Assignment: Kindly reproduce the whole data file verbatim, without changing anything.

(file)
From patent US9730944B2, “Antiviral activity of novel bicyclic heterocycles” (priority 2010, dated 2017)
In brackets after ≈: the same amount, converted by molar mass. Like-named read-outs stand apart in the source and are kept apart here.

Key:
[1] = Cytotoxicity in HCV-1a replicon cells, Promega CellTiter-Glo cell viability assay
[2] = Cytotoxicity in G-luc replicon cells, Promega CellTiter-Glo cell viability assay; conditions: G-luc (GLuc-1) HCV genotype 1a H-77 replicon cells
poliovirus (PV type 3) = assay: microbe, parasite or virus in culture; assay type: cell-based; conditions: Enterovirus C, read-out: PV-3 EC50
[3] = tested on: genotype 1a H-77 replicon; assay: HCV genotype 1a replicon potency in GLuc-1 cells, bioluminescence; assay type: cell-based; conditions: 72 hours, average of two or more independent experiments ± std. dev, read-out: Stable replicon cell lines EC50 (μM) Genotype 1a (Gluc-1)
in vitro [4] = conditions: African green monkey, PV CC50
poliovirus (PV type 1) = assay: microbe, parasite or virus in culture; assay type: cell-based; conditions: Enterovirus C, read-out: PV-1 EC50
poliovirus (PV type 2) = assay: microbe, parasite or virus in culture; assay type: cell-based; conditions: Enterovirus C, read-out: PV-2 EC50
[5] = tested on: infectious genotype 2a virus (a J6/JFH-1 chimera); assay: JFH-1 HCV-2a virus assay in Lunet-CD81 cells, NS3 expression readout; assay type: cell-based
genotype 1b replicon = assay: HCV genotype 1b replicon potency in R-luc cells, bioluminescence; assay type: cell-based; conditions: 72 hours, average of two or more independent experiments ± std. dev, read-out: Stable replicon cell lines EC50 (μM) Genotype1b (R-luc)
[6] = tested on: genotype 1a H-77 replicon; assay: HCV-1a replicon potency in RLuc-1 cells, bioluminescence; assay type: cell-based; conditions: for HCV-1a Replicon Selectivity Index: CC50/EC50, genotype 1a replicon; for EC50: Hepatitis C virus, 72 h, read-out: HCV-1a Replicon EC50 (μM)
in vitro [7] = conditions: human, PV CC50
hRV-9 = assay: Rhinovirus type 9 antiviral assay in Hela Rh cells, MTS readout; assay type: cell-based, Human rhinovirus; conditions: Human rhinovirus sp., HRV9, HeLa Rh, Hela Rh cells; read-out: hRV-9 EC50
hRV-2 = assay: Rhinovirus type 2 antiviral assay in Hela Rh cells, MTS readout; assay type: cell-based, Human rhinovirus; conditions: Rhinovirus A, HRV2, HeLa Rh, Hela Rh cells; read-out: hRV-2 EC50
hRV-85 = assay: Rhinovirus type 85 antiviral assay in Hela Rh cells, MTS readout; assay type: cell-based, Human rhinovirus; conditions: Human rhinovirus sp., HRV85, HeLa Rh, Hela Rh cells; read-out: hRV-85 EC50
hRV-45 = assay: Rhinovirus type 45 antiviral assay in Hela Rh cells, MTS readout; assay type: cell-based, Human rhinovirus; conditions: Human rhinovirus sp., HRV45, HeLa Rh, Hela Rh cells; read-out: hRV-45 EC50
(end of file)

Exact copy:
From patent US9730944B2, “Antiviral activity of novel bicyclic heterocycles” (priority 2010, dated 2017)
In brackets after ≈: the same amount, converted by molar mass. Like-named read-outs stand apart in the source and are kept apart here.

Key:
[1] = Cytotoxicity in HCV-1a replicon cells, Promega CellTiter-Glo cell viability assay
[2] = Cytotoxicity in G-luc replicon cells, Promega CellTiter-Glo cell viability assay; conditions: G-luc (GLuc-1) HCV genotype 1a H-77 replicon cells
poliovirus (PV type 3) = assay: microbe, parasite or virus in culture; assay type: cell-based; conditions: Enterovirus C, read-out: PV-3 EC50
[3] = tested on: genotype 1a H-77 replicon; assay: HCV genotype 1a replicon potency in GLuc-1 cells, bioluminescence; assay type: cell-based; conditions: 72 hours, average of two or more independent experiments ± std. dev, read-out: Stable replicon cell lines EC50 (μM) Genotype 1a (Gluc-1)
in vitro [4] = conditions: African green monkey, PV CC50
poliovirus (PV type 1) = assay: microbe, parasite or virus in culture; assay type: cell-based; conditions: Enterovirus C, read-out: PV-1 EC50
poliovirus (PV type 2) = assay: microbe, parasite or virus in culture; assay type: cell-based; conditions: Enterovirus C, read-out: PV-2 EC50
[5] = tested on: infectious genotype 2a virus (a J6/JFH-1 chimera); assay: JFH-1 HCV-2a virus assay in Lunet-CD81 cells, NS3 expression readout; assay type: cell-based
genotype 1b replicon = assay: HCV genotype 1b replicon potency in R-luc cells, bioluminescence; assay type: cell-based; conditions: 72 hours, average of two or more independent experiments ± std. dev, read-out: Stable replicon cell lines EC50 (μM) Genotype1b (R-luc)
[6] = tested on: genotype 1a H-77 replicon; assay: HCV-1a replicon potency in RLuc-1 cells, bioluminescence; assay type: cell-based; conditions: for HCV-1a Replicon Selectivity Index: CC50/EC50, genotype 1a replicon; for EC50: Hepatitis C virus, 72 h, read-out: HCV-1a Replicon EC50 (μM)
in vitro [7] = conditions: human, PV CC50
hRV-9 = assay: Rhinovirus type 9 antiviral assay in Hela Rh cells, MTS readout; assay type: cell-based, Human rhinovirus; conditions: Human rhinovirus sp., HRV9, HeLa Rh, Hela Rh cells; read-out: hRV-9 EC50
hRV-2 = assay: Rhinovirus type 2 antiviral assay in Hela Rh cells, MTS readout; assay type: cell-based, Human rhinovirus; conditions: Rhinovirus A, HRV2, HeLa Rh, Hela Rh cells; read-out: hRV-2 EC50
hRV-85 = assay: Rhinovirus type 85 antiviral assay in Hela Rh cells, MTS readout; assay type: cell-based, Human rhinovirus; conditions: Human rhinovirus sp., HRV85, HeLa Rh, Hela Rh cells; read-out: hRV-85 EC50
hRV-45 = assay: Rhinovirus type 45 antiviral assay in Hela Rh cells, MTS readout; assay type: cell-based, Human rhinovirus; conditions: Human rhinovirus sp., HRV45, HeLa Rh, Hela Rh cells; read-out: hRV-45 EC50